Also bear in mind that English is not Rishi’s first language, and he can do these puzzles!

              A lot of clues are solved by having already seen something similar before which is why we always say that the more you do the easier they become. The importance of understanding the wordplay cannot be overstated. A lot of “Saturday Solvers” guess at the answers with no idea of why they fit – a glance at AnswerBank at the weekend will demonstrate what I mean.

              • Bob
                Posted November 30, 2009 at 5:32 pm | Permalink | Reply

                All very encouraging. I look at the answers and 98% of those I don’t know become immediately clear. Unfortunately answers like 6d “item” are obviously correct, but because I’ve never heard of “em” can’t fathom out the reason from the clue. Using obscure words which you can’t look up strikes me as a bit silly, Similarly 19a “salad”. I have no problem with 22a (traffic) however. By the way I only look at this site infrequently as I find it useful for days like this but on the whole prefer to do my own thing. Perhaps thats why I have difficulty. Memo to self buy some crossword solving books. My old pocket oxford is getting a bit ragged.

                • Posted November 30, 2009 at 5:39 pm | Permalink | Reply

                  I think you will find both em and en in most dictionaries. They are the width of a lower case m and n respectively in the font being used. They are also used in the code behind this and nearly every other website on the Internet.

                  • Bob
                    Posted November 30, 2009 at 5:48 pm | Permalink | Reply

                    Well there we are; archaic 19c words using inches as a unit of measurement. I still don,t like it. Too much Pica mix

  14. Pixie
    Posted November 30, 2009 at 2:13 pm | Permalink | Reply

    29a was the sticking point for me. I’d worked out that it was probably Italian as not much else fitted and that ‘it’ was short for Italian, but I hadn’t made the bartender connection. I was going along with the domain name abbreviation theory.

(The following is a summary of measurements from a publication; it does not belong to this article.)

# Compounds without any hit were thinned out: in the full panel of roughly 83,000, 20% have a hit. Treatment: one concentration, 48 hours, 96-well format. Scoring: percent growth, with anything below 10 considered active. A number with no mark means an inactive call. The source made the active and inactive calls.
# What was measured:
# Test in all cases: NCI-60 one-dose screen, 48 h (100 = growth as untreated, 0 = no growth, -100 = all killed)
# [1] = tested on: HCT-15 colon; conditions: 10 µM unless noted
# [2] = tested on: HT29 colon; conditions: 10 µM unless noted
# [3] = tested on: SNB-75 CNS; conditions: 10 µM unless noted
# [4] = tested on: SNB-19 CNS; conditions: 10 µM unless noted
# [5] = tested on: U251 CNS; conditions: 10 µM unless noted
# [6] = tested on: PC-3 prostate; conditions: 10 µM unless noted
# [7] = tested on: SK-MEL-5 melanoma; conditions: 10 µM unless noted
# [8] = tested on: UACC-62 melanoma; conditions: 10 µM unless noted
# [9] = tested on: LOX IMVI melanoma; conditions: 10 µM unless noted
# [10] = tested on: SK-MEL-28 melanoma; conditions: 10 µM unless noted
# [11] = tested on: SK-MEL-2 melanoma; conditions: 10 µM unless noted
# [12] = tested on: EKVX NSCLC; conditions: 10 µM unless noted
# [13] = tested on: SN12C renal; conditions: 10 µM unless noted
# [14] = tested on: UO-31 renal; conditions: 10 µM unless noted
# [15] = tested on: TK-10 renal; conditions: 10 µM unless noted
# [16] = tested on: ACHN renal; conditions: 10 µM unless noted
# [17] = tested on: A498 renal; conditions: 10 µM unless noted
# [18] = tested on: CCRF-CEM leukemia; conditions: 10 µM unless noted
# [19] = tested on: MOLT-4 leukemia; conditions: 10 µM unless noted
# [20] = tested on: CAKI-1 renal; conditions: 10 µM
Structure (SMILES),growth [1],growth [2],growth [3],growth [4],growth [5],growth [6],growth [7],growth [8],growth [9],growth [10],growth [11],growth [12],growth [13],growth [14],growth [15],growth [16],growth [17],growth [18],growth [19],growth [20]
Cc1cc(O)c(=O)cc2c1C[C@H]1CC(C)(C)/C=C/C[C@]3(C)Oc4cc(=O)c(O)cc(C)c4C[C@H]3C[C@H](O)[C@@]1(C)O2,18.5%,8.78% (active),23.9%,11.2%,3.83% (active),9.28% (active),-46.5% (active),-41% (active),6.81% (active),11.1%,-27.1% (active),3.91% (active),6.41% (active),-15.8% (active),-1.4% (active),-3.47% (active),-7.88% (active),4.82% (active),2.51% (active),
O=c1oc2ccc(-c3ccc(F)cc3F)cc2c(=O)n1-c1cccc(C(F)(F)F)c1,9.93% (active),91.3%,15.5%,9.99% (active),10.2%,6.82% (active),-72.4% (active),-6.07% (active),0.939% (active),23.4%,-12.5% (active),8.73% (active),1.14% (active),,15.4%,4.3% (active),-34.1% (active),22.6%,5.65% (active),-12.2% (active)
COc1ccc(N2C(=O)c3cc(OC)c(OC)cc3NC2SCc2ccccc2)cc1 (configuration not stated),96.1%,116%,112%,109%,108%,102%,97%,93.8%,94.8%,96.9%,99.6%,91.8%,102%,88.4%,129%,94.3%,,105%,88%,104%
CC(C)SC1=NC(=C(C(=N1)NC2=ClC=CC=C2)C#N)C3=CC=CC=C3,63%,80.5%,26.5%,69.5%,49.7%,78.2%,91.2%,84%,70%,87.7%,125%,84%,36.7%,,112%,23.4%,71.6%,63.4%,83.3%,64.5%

So thanks for the help.

  15. Michael
    Posted November 30, 2009 at 2:58 pm | Permalink | Reply

    I liked 22d. I did not like 23d or 19a and 11a is a travesty – changes in it are surely due to activity?

    • Michael
      Posted November 30, 2009 at 3:22 pm | Permalink | Reply

      Ignore the cricism of 11a – I only just spotted the anagram lol

      • Posted November 30, 2009 at 3:29 pm | Permalink | Reply

        As with many of Rufus’s clues, you have to read them very carefully !!

  16. Bondini
    Posted November 30, 2009 at 3:16 pm | Permalink | Reply

    An enjoyable start to the week I thought. Also struggled to get 8d but when I finally did it sort of unlocked the rest.

    Knew that Gin and It was Vermouth so reluctantly concluded the answer. Not sure 27d works. Favourite clue was 22a though agree with Rishi it could have been vehicles instead.

    • Posted November 30, 2009 at 3:37 pm | Permalink | Reply

      If you see the comments by Rishi and Vince at #6 above, throughout meaning through out(side) is an example of a construct that would be unacceptable to Ximenean purists, so is mildly Libertarian in concept. The danger in rejecting anything that is not strictly Ximenean is that some of the fun disappears from the clues. Incidentally one of the most famous clues ever – Gegs (9,4) – is non-Ximenean.

      • Bondini
        Posted November 30, 2009 at 4:40 pm | Permalink | Reply

        I haven’t seen the Gegs clue but I’m pleased to say I have managed to solve it. I didn’t want to have to ask.

        I can happily accept that sort of lateral thinking as that is cryptic, I just thought 27d a little loose. Even when I had the answer I felt a little unsatisfied.

        • Bondini
          Posted November 30, 2009 at 4:47 pm | Permalink | Reply

          I’ve just checked the latin meaning for “per” and it says “thoroughly or through” so perhaps I should just concede defeat.

          Thanks for your response.

  17. sarumite
    Posted November 30, 2009 at 3:21 pm | Permalink | Reply

    Another decent start to the week, although I didn’t find it quite as fulfilling as the past two Monday puzzzles for some reason, probably too many late nights!!
    Although I had the answer to 27d, I was a bit dubious about the complete wordplay, so thanks Rishi for your explanation.
    Favourite clue 4d ~ so simple yet so fitting. Also liked 20d and 22d.

    • sarumite
      Posted November 30, 2009 at 3:23 pm | Permalink | Reply

      For 27a read 27d above .. it really must be the late nights! :smile:

  18. phisheep
    Posted November 30, 2009 at 7:02 pm | Permalink | Reply

    8d stumped me, and left me without enough help for a few of the others.

    Loved 5d though. and I am old enough to remember what It is.

    A nice start to the week.

  19. NathanJ
    Posted November 30, 2009 at 10:17 pm | Permalink | Reply

    An enjoyable though challenging start to the week.

    29a was the last one to go in. I guessed the answer but had no idea why. Thanks to Rishi for explaining this one.

    I agree with Nubian that this was a good puzzle but maybe should appear later in the week. Having said that, I still quite enjoyed it.